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A few months ago, I helped launch a new service called outside.in that filters and organizes conversations happening online about neighborhoods around the country. Outside.in is a classic Web 2.0 company. We couldn't have built it 10 years ago because we are drawing upon the expertise of thousands of amateurs--the "placebloggers" who have emerged in the past few years to write about their neighborhoods and the issues that are most important to the people living in them. They're writing about the mugging last week, the playground that's opening up next week, the overpriced house that finally went off the market, the impact of No Child Left Behind on the local public school. There are thousands of these conversations going on every day on the Web--virtual discussions that are grounded in real places. We've tried to make it easier to find those conversations and add your voice to the mix. But without that extraordinary wave of placeblogging, we'd have nothing to work with. It would be like trying to launch Google back when there were still only a few hundred websites.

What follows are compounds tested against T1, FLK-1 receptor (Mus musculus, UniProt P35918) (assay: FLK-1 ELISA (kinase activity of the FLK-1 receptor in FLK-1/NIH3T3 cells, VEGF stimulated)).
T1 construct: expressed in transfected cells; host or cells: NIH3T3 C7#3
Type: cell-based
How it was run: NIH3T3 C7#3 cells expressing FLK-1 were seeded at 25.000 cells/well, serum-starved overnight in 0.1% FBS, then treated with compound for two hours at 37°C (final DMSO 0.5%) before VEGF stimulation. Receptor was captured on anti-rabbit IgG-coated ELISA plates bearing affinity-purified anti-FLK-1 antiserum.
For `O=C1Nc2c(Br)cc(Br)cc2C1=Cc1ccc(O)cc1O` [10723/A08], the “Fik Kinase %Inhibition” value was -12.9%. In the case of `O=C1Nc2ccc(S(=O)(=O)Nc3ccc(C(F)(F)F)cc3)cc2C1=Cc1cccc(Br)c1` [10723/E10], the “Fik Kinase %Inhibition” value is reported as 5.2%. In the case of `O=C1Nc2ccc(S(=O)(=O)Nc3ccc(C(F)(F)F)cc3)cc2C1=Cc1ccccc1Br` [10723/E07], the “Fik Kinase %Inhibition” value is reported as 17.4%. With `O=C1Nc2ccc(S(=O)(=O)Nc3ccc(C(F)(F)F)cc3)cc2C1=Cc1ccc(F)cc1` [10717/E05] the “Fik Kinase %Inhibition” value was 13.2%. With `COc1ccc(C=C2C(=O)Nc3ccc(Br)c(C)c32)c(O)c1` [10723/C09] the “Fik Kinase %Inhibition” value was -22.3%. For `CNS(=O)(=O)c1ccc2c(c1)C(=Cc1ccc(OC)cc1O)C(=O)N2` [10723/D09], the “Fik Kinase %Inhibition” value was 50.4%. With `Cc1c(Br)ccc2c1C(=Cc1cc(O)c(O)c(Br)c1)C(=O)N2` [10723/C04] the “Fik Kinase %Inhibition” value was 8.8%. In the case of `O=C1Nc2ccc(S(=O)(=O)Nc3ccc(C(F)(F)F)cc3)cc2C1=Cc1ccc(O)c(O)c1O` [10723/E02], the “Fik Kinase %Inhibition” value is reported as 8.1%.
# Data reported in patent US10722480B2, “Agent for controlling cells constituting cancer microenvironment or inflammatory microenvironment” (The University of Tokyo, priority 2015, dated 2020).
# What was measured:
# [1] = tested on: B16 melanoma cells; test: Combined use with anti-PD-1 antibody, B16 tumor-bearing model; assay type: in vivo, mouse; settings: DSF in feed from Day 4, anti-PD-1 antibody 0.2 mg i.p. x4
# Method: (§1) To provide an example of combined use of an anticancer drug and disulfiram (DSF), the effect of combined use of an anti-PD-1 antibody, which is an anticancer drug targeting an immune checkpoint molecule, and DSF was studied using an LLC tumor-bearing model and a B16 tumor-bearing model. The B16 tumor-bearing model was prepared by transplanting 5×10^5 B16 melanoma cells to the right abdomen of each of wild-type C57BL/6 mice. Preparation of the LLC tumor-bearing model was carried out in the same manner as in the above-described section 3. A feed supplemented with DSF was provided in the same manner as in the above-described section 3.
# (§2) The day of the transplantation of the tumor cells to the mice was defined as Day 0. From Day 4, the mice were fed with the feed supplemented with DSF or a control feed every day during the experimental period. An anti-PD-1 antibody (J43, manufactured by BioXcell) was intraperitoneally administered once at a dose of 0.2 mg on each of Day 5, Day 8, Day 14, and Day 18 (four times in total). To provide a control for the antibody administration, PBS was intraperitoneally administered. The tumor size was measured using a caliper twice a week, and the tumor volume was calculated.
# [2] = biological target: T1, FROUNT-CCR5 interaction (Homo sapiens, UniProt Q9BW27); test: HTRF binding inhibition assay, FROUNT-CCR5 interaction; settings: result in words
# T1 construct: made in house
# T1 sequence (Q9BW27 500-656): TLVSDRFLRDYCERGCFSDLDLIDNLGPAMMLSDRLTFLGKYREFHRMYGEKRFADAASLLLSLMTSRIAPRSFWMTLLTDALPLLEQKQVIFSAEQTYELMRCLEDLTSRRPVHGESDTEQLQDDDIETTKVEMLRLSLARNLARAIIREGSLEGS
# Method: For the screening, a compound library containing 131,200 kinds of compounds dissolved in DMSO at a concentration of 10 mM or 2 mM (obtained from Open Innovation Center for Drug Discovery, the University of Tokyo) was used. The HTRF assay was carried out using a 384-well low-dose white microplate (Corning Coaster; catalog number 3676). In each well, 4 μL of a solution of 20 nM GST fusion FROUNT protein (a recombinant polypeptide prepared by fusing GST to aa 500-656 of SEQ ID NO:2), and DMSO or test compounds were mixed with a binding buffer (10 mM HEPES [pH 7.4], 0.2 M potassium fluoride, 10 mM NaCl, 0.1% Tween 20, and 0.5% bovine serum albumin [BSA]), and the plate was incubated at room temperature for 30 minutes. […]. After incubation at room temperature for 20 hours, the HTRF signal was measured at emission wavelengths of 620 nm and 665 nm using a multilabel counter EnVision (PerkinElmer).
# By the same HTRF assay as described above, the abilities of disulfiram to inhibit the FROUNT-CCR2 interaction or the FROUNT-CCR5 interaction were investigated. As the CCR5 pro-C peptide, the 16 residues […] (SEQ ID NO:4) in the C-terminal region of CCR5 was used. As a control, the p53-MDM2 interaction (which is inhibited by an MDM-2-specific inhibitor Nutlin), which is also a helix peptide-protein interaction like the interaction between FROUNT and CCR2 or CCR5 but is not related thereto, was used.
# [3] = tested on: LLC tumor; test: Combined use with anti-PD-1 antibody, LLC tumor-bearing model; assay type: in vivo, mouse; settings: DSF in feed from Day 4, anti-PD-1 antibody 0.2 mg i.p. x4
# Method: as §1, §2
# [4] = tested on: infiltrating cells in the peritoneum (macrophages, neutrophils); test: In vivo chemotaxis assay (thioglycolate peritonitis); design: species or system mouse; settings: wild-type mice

What's so interesting about those local conversations is that they involve experiences that the experts in traditional media have largely ignored--for good reason. Those experts realize that they can't compete with the real experts: the people who live in these communities and know all the issues--small and large--that shape their daily lives.
There's some irony in that lack of media coverage because the zone of experience that people care the most passionately about--beyond the intimate zone of family life--is the zone of their local community. Every successful neighborhood has always had its mavens and connectors, the true experts of the sidewalk, the playground and the backyard barbecue. But that local knowledge has been limited historically to the personal contact of word-of-mouth. Now, on the Web, it has a megaphone.
Johnson is the author, most recently, of The Ghost Map